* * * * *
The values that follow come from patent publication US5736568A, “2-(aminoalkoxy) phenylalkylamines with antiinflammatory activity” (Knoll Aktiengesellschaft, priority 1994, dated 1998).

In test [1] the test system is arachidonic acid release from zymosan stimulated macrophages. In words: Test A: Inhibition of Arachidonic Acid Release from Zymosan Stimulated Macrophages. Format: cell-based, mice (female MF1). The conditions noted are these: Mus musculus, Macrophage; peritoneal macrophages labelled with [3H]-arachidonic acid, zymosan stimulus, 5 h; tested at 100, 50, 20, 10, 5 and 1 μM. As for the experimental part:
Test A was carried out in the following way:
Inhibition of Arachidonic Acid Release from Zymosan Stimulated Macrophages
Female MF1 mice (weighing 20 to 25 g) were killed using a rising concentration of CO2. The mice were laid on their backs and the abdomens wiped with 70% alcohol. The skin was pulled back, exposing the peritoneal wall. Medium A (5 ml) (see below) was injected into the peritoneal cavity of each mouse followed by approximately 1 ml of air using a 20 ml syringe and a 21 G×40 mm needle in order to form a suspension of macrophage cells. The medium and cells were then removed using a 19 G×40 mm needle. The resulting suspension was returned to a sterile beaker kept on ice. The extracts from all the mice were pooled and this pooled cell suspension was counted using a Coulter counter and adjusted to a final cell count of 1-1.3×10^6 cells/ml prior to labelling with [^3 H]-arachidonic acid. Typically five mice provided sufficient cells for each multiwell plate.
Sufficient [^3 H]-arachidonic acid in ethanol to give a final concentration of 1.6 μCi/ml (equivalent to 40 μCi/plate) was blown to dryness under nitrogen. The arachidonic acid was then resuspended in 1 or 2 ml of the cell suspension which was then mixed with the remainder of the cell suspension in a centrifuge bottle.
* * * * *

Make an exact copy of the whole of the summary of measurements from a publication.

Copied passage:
The values that follow come from patent publication US5736568A, “2-(aminoalkoxy) phenylalkylamines with antiinflammatory activity” (Knoll Aktiengesellschaft, priority 1994, dated 1998).

In test [1] the test system is arachidonic acid release from zymosan stimulated macrophages. In words: Test A: Inhibition of Arachidonic Acid Release from Zymosan Stimulated Macrophages. Format: cell-based, mice (female MF1). The conditions noted are these: Mus musculus, Macrophage; peritoneal macrophages labelled with [3H]-arachidonic acid, zymosan stimulus, 5 h; tested at 100, 50, 20, 10, 5 and 1 μM. As for the experimental part:
Test A was carried out in the following way:
Inhibition of Arachidonic Acid Release from Zymosan Stimulated Macrophages
Female MF1 mice (weighing 20 to 25 g) were killed using a rising concentration of CO2. The mice were laid on their backs and the abdomens wiped with 70% alcohol. The skin was pulled back, exposing the peritoneal wall. Medium A (5 ml) (see below) was injected into the peritoneal cavity of each mouse followed by approximately 1 ml of air using a 20 ml syringe and a 21 G×40 mm needle in order to form a suspension of macrophage cells. The medium and cells were then removed using a 19 G×40 mm needle. The resulting suspension was returned to a sterile beaker kept on ice. The extracts from all the mice were pooled and this pooled cell suspension was counted using a Coulter counter and adjusted to a final cell count of 1-1.3×10^6 cells/ml prior to labelling with [^3 H]-arachidonic acid. Typically five mice provided sufficient cells for each multiwell plate.
Sufficient [^3 H]-arachidonic acid in ethanol to give a final concentration of 1.6 μCi/ml (equivalent to 40 μCi/plate) was blown to dryness under nitrogen. The arachidonic acid was then resuspended in 1 or 2 ml of the cell suspension which was then mixed with the remainder of the cell suspension in a centrifuge bottle.